Faculty

Prof. Eric Lane Appears on NY1 News

Eric Lane, Eric J. Schmertz Distinguished Professor of Public Law and Public Service, appeared in the following NY1 News report.

City Prepares For School Board’s Possible Return
By Grace Rauh
NY1 News
June 24, 2009

As the chaos in the State Capitol shows no sign of improvement, city officials are quietly preparing for the very real possibility that Mayor Bloomberg’s control over city schools will come to an abrupt end next week. NY1’s Grace Rauh filed the following report.

Only weeks ago, the idea that Mayor Bloomberg would lose his grip on the education system seemed a remote possibility. But with the Albany circus still in town, it looks increasingly likely that the old Board of Education could be resurrected as early as next week.

“The worst scenario for us, would be create a situation where nobody is in charge. The left hand is not talking to the right hand. The only people who will get hurt in all this are our school children,” said Manhattan Borough President Scott Stringer.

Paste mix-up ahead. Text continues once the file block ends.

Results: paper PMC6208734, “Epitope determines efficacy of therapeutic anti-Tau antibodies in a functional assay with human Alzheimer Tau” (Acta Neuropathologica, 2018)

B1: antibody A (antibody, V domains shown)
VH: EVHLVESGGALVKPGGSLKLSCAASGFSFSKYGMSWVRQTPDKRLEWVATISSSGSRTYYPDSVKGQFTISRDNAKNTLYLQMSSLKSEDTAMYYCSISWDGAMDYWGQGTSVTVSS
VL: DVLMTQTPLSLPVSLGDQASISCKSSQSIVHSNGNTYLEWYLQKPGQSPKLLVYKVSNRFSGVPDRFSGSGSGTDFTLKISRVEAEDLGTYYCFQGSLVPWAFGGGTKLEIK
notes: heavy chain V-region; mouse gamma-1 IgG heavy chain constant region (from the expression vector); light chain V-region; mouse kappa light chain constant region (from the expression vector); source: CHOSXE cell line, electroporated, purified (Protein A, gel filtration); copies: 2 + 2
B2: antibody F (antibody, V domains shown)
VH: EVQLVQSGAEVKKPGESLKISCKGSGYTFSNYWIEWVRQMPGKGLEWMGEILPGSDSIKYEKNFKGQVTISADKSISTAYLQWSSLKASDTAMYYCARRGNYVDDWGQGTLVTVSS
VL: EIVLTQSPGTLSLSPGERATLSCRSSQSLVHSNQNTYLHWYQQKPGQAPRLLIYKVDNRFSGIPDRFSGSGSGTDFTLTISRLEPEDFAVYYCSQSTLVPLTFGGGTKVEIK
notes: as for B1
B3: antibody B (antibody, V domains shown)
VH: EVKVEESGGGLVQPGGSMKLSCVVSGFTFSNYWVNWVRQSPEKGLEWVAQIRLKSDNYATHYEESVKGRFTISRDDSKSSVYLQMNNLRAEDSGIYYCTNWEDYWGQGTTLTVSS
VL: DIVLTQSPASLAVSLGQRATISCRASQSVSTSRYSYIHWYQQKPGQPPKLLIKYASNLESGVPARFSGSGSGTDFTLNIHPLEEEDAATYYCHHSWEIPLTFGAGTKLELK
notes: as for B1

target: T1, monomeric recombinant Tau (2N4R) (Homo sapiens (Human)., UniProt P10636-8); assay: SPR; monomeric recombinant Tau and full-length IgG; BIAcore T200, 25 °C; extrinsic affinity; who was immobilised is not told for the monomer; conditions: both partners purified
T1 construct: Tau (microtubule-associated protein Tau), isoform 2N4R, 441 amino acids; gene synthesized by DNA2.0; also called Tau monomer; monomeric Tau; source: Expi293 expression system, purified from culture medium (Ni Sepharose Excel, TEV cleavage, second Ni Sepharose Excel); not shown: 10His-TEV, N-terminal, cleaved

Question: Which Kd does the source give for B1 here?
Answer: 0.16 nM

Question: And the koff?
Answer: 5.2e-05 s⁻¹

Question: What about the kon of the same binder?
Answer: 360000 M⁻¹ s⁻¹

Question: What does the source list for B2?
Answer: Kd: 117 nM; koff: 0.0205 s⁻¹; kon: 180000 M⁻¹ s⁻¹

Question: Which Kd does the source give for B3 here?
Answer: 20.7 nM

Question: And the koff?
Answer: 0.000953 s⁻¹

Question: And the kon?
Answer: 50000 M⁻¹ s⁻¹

To avoid that, Stringer — who would get to appoint a member of the board — is trying to figure out how to make a smooth transition to the old, discarded system.

NY1 exclusively obtained a copy of a draft memo circulating in Stringer’s office, which explains what would happen if the current law expires at the end of June.

It calls for close consultation with education officials to ensure that schools continue to operate without interruption. It also says there needs to be transparency as the city revives the Board of Education.

“I have never been more concerned about the direction of the school system, than I am at this moment,” said Stringer.

Meanwhile, the mayor’s chief Democratic rival, City Comptroller Bill Thompson, is also weighing in.

“To not do anything, as we get closer and closer, starts to border on irresponsible,” said Thompson.

Although the mayor has publicly said that there is no backup plan in place, administration aides tell NY1 that they are now focusing on what it would mean for the board to suddenly return.

“For a while, they will probably follow whatever the mayor wants, but over time it will turn into the same irresponsible, chaotic, corrupt system it was before,” said Hofstra Law School professor Eric Lane.

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